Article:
Now Isaiah specifically identifies the vineyard of YHWH as the nation of Israel, and Judah as His pleasant plant (a special place of delight in His vineyard). As He observed His people, He looked for sound judgment and reasoning according to His law, but what He observed was oppression (the result of ignoring His law). He looked for righteousness according to His law, but He observed a cry (a shriek of fright, horror, and anguish) as a result of their sin and rebellion.
Is. 5:8 Woe unto them that join house to house, that lay field to field, till there be no place, that they may be placed alone in the midst of the earth!
God saw greedy men that were intent on gaining more and more wealth. There was no concern for the rest of the people and their needs. Isaiah says woe to these people. In other words, you are going to suffer sorrow because of your greed.
Is. 5:9 In mine ears said the LORD of hosts, Of a truth many houses shall be desolate, even great and fair, without inhabitant.
Is. 5:10 Yea, ten acres of vineyard shall yield one bath, and the seed of an homer shall yield an ephah.
YHWH had told Isaiah that many houses of the noble and wealthy would be brought to ruin and left empty. In fact, ten acres of a vineyard would only yield a bath (a bit over 8 gallons) of wine, and the seed of an homer (about 8 bushels) would yield an ephah (approximately 1/2 a bushel) of fruit. These are statements of very poor results. The land would not produce.
Is. 5:11 Woe unto them that rise up early in the morning, that they may follow strong drink; that continue until night, till wine inflame them!
Is. 5:12 And the harp, and the viol, the tabret, and pipe, and wine, are in their feasts: but they regard not the work of the LORD, neither consider the operation of his hands.
Woe is an expression of anguish in light of what is foretold. Evidently there were people in the land whose whole purpose for the day was to drink themselves into oblivion. They had no real purpose in life and far too much wealth and time on their hands. They feasted with great entertainment and celebration; but their feasts were no longer centered on the Lord and His blessings upon them.
Is. 5:13 Therefore my people are gone into captivity, because they have no knowledge: and their honourable men are famished, and their multitude dried up with thirst.
After looking at the Hebrew, I think the better translation would be “Therefore my people are going into captivity.” Why? Because they have no knowledge (comprehension, discernment), their honorable (worthy of honor, righteous) men are famished (suffering hunger), and their multitude (the masses of people) dried up with thirst. I think this is directly tied to the thoughts in the preceding verses. What is happening is a direct result of the greed and selfishness of the haves in the land and their utter disregard of the have nots.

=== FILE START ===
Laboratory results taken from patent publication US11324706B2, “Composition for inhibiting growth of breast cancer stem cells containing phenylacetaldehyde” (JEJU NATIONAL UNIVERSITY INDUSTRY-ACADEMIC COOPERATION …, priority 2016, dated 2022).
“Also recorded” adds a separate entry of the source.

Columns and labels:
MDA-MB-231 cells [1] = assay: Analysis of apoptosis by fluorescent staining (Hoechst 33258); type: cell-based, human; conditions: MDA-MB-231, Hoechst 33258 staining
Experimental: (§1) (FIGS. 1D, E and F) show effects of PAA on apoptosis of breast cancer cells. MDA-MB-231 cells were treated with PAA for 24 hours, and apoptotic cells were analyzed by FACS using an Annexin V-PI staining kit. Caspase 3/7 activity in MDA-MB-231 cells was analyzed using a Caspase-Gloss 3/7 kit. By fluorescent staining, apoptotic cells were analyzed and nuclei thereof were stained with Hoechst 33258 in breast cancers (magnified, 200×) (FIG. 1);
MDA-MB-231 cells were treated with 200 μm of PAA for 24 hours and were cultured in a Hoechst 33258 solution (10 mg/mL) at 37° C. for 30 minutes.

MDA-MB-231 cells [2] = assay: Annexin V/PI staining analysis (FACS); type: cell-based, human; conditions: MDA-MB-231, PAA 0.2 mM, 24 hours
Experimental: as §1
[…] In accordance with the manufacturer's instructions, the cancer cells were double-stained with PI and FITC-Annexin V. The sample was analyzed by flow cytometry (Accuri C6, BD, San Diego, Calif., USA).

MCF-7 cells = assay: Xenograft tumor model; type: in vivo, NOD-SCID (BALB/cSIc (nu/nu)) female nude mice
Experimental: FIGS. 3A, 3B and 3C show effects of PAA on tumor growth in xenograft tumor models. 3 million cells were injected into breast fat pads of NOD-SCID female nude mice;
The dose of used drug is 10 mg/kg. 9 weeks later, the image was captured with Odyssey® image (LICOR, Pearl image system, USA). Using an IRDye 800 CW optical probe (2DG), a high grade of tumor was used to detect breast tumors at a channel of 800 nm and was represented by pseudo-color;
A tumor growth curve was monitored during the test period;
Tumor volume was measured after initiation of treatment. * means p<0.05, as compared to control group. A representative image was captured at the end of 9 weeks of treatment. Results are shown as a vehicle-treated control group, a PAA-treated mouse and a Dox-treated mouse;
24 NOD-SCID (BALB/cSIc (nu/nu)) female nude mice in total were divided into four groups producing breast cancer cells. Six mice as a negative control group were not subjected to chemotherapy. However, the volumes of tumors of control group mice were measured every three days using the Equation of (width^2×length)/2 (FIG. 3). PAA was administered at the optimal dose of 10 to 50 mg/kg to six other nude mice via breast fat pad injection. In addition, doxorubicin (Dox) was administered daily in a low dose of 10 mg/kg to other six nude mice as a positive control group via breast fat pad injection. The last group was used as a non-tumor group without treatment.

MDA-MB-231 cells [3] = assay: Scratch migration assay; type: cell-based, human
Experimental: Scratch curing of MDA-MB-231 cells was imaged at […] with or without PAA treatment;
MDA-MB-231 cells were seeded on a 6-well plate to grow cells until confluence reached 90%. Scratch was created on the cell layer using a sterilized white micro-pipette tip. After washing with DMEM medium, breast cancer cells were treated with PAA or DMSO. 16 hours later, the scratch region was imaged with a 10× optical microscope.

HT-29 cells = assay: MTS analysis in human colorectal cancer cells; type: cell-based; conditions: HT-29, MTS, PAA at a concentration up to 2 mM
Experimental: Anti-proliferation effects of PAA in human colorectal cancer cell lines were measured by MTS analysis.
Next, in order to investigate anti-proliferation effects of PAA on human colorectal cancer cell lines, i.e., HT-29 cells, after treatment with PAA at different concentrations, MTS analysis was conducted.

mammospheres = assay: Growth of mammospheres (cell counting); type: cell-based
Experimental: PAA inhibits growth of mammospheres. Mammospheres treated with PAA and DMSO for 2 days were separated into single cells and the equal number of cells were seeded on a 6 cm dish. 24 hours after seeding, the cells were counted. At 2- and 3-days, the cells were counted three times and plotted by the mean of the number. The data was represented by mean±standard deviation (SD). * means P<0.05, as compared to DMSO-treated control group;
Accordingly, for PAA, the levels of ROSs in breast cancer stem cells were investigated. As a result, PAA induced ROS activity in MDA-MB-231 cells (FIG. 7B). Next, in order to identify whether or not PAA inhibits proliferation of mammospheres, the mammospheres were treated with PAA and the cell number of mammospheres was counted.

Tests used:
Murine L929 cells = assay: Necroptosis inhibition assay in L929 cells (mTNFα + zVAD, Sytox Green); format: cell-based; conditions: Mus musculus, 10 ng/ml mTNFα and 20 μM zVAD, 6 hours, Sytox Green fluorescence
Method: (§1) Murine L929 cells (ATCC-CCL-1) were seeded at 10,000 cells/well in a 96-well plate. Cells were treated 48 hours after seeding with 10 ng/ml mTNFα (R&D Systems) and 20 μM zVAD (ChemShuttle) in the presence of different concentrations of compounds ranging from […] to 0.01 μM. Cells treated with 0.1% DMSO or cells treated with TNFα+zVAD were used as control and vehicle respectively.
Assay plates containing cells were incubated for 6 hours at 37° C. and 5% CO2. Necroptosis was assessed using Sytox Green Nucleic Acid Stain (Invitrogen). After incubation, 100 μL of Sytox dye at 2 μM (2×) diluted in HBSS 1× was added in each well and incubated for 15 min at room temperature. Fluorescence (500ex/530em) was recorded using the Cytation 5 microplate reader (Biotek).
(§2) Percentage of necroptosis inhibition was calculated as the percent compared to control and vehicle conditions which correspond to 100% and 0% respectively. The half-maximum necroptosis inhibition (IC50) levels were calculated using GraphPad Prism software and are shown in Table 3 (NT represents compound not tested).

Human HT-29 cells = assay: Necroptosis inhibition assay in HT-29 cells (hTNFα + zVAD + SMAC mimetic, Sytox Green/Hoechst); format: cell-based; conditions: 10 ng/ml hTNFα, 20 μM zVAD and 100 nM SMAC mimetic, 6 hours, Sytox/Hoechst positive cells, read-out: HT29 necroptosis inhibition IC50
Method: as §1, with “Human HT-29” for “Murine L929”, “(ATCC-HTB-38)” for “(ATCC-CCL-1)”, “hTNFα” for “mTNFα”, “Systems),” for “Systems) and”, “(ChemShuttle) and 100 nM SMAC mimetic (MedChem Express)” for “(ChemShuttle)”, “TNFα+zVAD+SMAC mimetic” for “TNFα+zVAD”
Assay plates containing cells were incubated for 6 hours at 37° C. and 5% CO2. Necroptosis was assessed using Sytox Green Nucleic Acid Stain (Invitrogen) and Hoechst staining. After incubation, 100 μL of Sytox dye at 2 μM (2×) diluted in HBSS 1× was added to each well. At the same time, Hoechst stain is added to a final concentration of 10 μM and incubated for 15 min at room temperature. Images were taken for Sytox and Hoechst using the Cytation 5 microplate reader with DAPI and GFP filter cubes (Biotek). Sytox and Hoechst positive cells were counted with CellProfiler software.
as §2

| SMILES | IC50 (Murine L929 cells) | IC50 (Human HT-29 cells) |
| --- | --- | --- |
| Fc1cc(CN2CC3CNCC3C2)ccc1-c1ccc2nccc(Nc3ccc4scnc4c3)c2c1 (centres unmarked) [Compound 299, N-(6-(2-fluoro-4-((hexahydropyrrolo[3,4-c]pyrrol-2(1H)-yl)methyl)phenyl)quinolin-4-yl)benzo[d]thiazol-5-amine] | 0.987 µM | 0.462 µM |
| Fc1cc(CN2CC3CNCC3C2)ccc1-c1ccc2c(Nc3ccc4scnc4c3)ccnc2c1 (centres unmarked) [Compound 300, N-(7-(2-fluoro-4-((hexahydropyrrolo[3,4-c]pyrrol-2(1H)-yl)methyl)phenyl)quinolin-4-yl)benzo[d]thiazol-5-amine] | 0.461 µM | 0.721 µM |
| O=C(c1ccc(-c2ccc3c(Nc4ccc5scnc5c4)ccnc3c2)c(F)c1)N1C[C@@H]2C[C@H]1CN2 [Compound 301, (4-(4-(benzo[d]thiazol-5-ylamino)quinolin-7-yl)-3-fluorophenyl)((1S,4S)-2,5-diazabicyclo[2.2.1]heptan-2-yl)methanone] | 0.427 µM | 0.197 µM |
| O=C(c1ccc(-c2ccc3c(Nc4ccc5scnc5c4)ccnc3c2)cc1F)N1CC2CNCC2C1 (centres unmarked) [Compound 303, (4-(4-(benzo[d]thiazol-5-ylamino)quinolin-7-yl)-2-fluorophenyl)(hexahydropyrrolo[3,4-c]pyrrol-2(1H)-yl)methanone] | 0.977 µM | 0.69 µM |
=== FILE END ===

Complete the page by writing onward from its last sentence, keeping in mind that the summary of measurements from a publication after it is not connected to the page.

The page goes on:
Also important is the spiritual application to be made. Why are the people being judged? Because they have no spiritual understanding. Their leaders are suffering from spiritual malnutrition; and the people themselves, largely due to their leadership, are suffering from spiritual thirst. The lack of spiritual nourishment has caused the people to fall into sin without thought of the consequences before God.
Is. 5:14 Therefore hell hath enlarged herself, and opened her mouth without measure: and their glory, and their multitude, and their pomp, and he that rejoiceth, shall descend into it.
This verse indicates to me that there will be plenty of room in hell for those who choose to go there. As usual, the direction of hell is denoted as down. Isaiah is stating that the gates of hell will open wide to receive many who are in positions of earthly honor and esteem. His statement is regarding Judah/Jerusalem, but is applicable to all who dwell on planet earth.
Is. 5:15 And the mean man shall be brought down, and the mighty man shall be humbled, and the eyes of the lofty shall be humbled: